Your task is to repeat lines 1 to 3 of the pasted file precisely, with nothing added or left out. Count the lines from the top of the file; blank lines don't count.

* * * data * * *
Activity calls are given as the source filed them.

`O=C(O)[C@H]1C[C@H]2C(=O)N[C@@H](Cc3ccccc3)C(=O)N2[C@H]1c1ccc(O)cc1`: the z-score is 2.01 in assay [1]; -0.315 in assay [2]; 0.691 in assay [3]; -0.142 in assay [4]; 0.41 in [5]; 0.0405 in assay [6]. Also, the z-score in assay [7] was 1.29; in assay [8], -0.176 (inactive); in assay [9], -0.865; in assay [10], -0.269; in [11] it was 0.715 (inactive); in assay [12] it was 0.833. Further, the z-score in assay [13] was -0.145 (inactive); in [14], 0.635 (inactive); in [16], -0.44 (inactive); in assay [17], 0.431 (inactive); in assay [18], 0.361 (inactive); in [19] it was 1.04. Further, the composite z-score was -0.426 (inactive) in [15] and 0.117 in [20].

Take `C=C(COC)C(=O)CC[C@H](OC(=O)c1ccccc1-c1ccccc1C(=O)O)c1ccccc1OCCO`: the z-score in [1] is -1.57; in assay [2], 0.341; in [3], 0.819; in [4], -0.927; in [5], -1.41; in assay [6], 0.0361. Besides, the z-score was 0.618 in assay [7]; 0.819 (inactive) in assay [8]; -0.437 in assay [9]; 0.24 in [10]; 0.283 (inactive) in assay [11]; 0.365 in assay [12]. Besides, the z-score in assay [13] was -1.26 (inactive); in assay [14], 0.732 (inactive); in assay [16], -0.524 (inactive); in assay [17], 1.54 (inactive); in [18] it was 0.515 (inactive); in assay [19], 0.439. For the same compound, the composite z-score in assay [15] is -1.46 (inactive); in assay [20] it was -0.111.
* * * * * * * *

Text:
Activity calls are given as the source filed them.

`O=C(O)[C@H]1C[C@H]2C(=O)N[C@@H](Cc3ccccc3)C(=O)N2[C@H]1c1ccc(O)cc1`: the z-score is 2.01 in assay [1]; -0.315 in assay [2]; 0.691 in assay [3]; -0.142 in assay [4]; 0.41 in [5]; 0.0405 in assay [6]. Also, the z-score in assay [7] was 1.29; in assay [8], -0.176 (inactive); in assay [9], -0.865; in assay [10], -0.269; in [11] it was 0.715 (inactive); in assay [12] it was 0.833. Further, the z-score in assay [13] was -0.145 (inactive); in [14], 0.635 (inactive); in [16], -0.44 (inactive); in assay [17], 0.431 (inactive); in assay [18], 0.361 (inactive); in [19] it was 1.04. Further, the composite z-score was -0.426 (inactive) in [15] and 0.117 in [20].

Take `C=C(COC)C(=O)CC[C@H](OC(=O)c1ccccc1-c1ccccc1C(=O)O)c1ccccc1OCCO`: the z-score in [1] is -1.57; in assay [2], 0.341; in [3], 0.819; in [4], -0.927; in [5], -1.41; in assay [6], 0.0361. Besides, the z-score was 0.618 in assay [7]; 0.819 (inactive) in assay [8]; -0.437 in assay [9]; 0.24 in [10]; 0.283 (inactive) in assay [11]; 0.365 in assay [12]. Besides, the z-score in assay [13] was -1.26 (inactive); in assay [14], 0.732 (inactive); in assay [16], -0.524 (inactive); in assay [17], 1.54 (inactive); in [18] it was 0.515 (inactive); in assay [19], 0.439. For the same compound, the composite z-score in assay [15] is -1.46 (inactive); in assay [20] it was -0.111.